So, in terms of supernatural rehabilitation, capital punishment is entirely vindicated.

   Lastly, we must address the factor of revenge. The Catholic Church condemns the attitude of imposing a death sentence on somebody out of revenge.

   Revenge differs essentially from retribution. Retribution is satisfaction for the sin or crime committed by means of temporal punishment, either self-imposed or inflicted by somebody else. "Revenge is Mine, and I will repay them in due time" (Deuteronomy 32:35), says the Lord. And again, "Seek not revenge, nor be mindful of the injury of thy citizens" (Leviticus 19:18). Of course, the New Testament itself is full of prohibitions of revenge. Christ our Savior said: "You have heard that it hath been said: An eye for an eye, and a tooth for a tooth. But I say to you not to resist evil: but if one strike thee on thy right cheek, turn to him also the other" (St. Matthew 5:38-39).

   Clearly, somebody who approves of the death sentence as a means of revenge, or a state official who executes in the spirit of revenge, sins. Revenge is vindictive and therefore reprehensible. Retribution, which is satisfaction that restores the moral order, is not.

   Such are the facts concerning the true Catholic theology of punishment and how this relates to the death penalty. Being pro-capital punishment is not politically correct, but it is the morally right thing to do - even for the sake of the condemned man, as we have seen.

   In my next installment, I will discuss and refute anti-death penalty arguments, and, if space should permit, I will also go into the Newchurch's attempts to change Catholic teaching on the death penalty and make it a moral issue, in fact, even a Pro-Life issue! See you next week.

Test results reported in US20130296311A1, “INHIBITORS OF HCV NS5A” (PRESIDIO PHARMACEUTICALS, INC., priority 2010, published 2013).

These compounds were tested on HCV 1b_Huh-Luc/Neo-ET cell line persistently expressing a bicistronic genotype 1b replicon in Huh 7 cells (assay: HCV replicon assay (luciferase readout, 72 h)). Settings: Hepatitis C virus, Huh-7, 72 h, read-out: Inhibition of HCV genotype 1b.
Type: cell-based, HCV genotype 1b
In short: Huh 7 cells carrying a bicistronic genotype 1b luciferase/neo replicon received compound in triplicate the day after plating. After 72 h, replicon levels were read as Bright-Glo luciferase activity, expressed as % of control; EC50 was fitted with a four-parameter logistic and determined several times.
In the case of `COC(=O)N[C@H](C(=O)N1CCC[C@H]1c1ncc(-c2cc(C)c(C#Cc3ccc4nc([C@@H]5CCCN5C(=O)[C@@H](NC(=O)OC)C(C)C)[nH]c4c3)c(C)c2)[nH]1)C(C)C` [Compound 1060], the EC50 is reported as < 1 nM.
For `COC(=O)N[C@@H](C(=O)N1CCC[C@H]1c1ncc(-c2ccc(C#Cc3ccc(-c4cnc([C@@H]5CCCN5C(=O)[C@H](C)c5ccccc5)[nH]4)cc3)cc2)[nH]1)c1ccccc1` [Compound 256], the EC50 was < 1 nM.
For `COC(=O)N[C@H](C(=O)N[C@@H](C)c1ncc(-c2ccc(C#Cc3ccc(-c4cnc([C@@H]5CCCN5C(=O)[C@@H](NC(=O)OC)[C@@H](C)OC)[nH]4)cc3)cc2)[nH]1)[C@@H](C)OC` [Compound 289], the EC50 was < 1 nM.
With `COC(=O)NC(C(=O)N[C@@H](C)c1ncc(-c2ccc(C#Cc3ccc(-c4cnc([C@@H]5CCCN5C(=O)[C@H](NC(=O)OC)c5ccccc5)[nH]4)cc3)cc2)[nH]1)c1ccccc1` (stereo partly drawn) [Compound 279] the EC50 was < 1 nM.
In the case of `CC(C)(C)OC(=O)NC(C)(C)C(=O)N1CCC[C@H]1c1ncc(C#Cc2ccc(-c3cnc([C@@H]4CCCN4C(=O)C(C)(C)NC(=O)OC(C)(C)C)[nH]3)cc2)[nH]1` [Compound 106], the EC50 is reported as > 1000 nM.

Mario Derksen

    Editor's Note: So many of the post-conciliar bishops today refer to those clinging to the true Roman Catholic traditions that were in vogue for 2000 years prior to the reforms of Vatican II as 'fossils,' 'dinosaurs,' 'old folks who will die off soon.' We beg to differ and offer as proof the youthful wisdom and enthusiasm of the younger generation in the Traditional Insights of Mario Derksen who exemplifies the thinking of many more young men and women today who realize the new thinking of the post-conciliar church does not add up to true Catholic teaching. Thus they long for those traditions so tried and true. His insight shows great promise, optimism and hope for the future of Holy Mother Church.

      Note: [bold, brackets and italicized words used for emphasis]

For past columns by Mario Derksen, see Archives for

June 3-9, 2002
volume 13, no. 102
Mario Derksen's young and refreshing TRADITIONAL INSIGHTS
Return to Current Issue